then go upstairs to one of my pc's pcanywhere into the laptop and play around with moving the antennas and changing channels on the router/access points until I get optimum signal strenght... in this way you should have optimum signal strengh/length quality between you tivo also..

also beware signal strengh will go up when it drops the tx rate so also pay attention to that... in addition ftp from you lap top to your pc or somewhere on your net a pull down or up some big files an look at the rates ie do some tests.... this also tells you much about your performance..


this goes for G as well as B equip. no matter what the manufacturer...

also a good external antenna as I mentioned on the upstairs/downstairs router/access point helps...

I consider my performance good now since I am going through 3 walls and one floor ... I actually don't get any better performance on the wired tivo on a usb port.. but that is most likely because the wired one has a 100 foot wire... which also greatly lowers performance as does the usb port..

chef
05-13-2004, 11:34 AM
802.11g (Netgear FA120 to wireless g bridge) --> 1 - 1.5 MB/s



John,

What "wireless g bridge" are you using?

C

Flip2001
05-13-2004, 06:32 PM
Im having the same issues. My CURRENT setup is D-link 624 Wireless router connecting to a D-Link G800 Bridge that connects to a FA120 Netgear USB to Ethernet from Dtivo. I Never get speeds faster then 1.8(extreme max). But if I plug my laptop into the FA120 it goes 2.5 to 3.0

I used to have a D-link 614+ router (b series) and D-link Ap900 Access point also connected to FA120 but speeds then were 700-850k only. It's from TV room to a bedroom where computer is (not really more then 50-75 ft).

Ive tried different usb ethernet adapters but nothing worked better or worse (Dlink, Linksys, etc). The G series stuff worked better im wondering if anyone with Linksys and a simular config has any better sucess. Still the 1.8 is better then 700k so its not terrible but WAY below the 1004k advertised speed...

sanderton
05-14-2004, 04:44 AM
The wireless network adds an overhead of around 200k/s to transmission speeds in my experince to date, so your figures sound about right.

Faulty486
06-15-2004, 08:27 PM
John (or anyone that may know), I have a Hughes DirecTivo (Series 2 -- model HDVR2 and Software Version 3.1.1c-01-2-151)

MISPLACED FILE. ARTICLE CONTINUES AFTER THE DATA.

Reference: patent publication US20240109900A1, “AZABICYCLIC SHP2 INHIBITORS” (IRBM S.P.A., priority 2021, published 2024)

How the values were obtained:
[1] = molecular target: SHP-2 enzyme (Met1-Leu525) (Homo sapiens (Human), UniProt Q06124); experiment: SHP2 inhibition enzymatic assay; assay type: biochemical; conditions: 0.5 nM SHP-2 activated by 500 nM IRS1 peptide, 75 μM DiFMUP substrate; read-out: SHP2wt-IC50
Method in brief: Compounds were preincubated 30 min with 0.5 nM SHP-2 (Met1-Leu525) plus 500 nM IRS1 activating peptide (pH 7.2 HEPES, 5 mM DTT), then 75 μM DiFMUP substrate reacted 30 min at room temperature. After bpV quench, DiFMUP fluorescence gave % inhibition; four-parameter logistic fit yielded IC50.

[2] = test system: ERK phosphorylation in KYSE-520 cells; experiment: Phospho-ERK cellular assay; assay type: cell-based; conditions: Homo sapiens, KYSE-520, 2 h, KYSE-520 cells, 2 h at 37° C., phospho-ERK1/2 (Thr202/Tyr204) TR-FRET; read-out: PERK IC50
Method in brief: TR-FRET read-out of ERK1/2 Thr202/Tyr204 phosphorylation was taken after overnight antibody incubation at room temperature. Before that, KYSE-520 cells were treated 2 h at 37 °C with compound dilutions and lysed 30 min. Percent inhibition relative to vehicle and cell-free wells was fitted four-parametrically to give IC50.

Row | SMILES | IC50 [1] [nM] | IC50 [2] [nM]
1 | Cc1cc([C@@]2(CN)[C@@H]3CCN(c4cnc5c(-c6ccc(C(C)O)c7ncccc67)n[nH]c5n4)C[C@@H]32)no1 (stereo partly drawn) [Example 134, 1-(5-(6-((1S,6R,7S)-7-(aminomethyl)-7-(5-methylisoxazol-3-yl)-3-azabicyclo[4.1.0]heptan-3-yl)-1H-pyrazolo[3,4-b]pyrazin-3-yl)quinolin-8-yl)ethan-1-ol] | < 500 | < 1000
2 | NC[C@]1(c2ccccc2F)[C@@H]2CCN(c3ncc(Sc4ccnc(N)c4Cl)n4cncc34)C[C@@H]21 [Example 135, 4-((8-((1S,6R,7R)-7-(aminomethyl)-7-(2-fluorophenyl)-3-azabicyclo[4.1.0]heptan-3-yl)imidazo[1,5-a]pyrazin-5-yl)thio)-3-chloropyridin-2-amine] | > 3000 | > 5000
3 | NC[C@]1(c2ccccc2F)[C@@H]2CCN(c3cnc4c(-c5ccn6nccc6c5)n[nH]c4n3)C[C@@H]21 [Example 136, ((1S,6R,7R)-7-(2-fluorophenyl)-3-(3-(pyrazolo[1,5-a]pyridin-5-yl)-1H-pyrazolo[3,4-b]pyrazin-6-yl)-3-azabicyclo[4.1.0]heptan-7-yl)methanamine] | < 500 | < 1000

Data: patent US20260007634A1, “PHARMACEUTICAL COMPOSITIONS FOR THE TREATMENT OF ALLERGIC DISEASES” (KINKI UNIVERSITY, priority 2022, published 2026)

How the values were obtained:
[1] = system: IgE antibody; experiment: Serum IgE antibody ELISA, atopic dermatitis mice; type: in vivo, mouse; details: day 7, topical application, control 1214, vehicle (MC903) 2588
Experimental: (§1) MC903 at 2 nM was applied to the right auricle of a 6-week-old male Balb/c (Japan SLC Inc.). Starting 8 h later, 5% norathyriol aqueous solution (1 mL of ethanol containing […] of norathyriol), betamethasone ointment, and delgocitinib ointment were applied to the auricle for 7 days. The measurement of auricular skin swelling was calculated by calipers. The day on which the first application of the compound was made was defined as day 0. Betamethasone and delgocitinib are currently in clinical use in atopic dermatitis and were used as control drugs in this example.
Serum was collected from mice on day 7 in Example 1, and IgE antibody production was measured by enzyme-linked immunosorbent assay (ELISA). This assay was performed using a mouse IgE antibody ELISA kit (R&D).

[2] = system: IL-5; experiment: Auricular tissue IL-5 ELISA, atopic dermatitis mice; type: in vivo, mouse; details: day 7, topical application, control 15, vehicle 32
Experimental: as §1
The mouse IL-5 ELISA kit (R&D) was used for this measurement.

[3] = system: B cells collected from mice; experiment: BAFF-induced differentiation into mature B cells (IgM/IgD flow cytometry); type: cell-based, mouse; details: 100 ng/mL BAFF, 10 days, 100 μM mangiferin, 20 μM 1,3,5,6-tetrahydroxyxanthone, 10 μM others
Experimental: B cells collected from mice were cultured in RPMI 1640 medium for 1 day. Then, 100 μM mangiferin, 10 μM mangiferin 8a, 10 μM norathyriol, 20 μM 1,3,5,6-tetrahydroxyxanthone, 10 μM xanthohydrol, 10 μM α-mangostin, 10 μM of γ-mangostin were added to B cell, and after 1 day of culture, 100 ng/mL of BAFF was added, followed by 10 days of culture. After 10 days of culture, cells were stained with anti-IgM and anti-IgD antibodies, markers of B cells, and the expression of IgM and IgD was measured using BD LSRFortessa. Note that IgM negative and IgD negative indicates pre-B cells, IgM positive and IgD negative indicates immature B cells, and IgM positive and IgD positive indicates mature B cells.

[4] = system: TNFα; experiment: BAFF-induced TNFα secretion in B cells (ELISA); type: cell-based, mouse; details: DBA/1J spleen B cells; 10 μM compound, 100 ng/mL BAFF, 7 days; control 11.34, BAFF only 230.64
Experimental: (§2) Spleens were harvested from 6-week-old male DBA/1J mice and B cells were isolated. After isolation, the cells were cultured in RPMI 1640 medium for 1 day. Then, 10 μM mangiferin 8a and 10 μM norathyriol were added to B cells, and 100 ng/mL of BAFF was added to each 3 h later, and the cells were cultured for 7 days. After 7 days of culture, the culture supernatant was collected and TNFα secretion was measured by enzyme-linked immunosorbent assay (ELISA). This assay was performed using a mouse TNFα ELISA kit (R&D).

I puchased the FA120 today and upon inserting the USB connector to the back of the DirecTivo, I receive no response from the LED indicator for power being received by the FA120. It's as if the USB ports on the back of my until aren't working.

I am planning to (hopefully) connect the USB --> Ethernet adapter to my previous wireless router (which is a linksys BEFW11S4 V.2 (802.11b .. and my Inet access router is a 802.11g in "b or g" mode). Will this configuration suffice (assuming I can get the FA120 to work)?

Thanks for any assistance provided!

Gary


Not that I have an answer, but FWIW, I've got a setup very similar to yours, and have tested virtually all modes, wireless B, wireless G, and wired, and after as much optimization as I could get, my numbers were similar to yours:

802.11b (Linksys wusb11 v2.6) --> .5 - .8MB/s
802.11g (Netgear FA120 to wireless g bridge) --> 1 - 1.5 MB/s
Ethernet (Netgear FA120) --> 1.5 - 2.0 MB/s

JohnSorTivo
06-16-2004, 10:03 AM
John (or anyone that may know), I have a Hughes DirecTivo (Series 2 -- model HDVR2 and Software Version 3.1.1c-01-2-151)

I puchased the FA120 today and upon inserting the USB connector to the back of the DirecTivo, I receive no response from the LED indicator for power being received by the FA120. It's as if the USB ports on the back of my until aren't working.

I am planning to (hopefully) connect the USB --> Ethernet adapter to my previous wireless router (which is a linksys BEFW11S4 V.2 (802.11b .. and my Inet access router is a 802.11g in "b or g" mode). Will this configuration suffice (assuming I can get the FA120 to work)?

Thanks for any assistance provided!

Gary
I'm going to ask the obvious here, but have you hacked your Tivo yet? The necessary drivers to "activate" the USB port, followed by the network drivers, are not present by default on your HDVR2, until you first modify your unit.

If you haven't hacked your unit, you will need to do so, and using Sleeper's ISO (tivoscripts) (http://www.dealdatabase.com/forum/showthread.php?t=28921) is the easiest method.

If you have hacked it, but are still not seeing power to the USB port, then post the contents of your rc.sysinit.author file for us to review.

JohnSorTivo
06-16-2004, 10:09 AM
John,

What "wireless g bridge" are you using?

C
Sorry for the dealy Chef. I somehow missed your post until another one came along. I have tested and used successfully both the Microsoft Xbox Wireless G Adapter (MN-740), which is nothing more than a bridge in disguise. The reason I chose this is that it is cheaper than most "real" bridges offered by the normal vendors. I caught it on sale at Amazon for $65. The downside is that the bridge MUST be first connected to an Xbox to configure, but it can then be subsequently moved to anywhere in your network after configuration. So, if you don't own an Xbox, or have a friend who does, this is probably not an option. Also, it must be setup using DHCP, which I'm not a fan of. No option to assign it a static IP.

I've also tested the Netgear WGE101 wireless bridge. The good it that it does allow for assignment of a static IP, but, the speeds I get off of it are a touch slower than that of the Xbox Adapter. I think mostly attributable to signal strength, which is not quite as strong as with the Xbox adapter.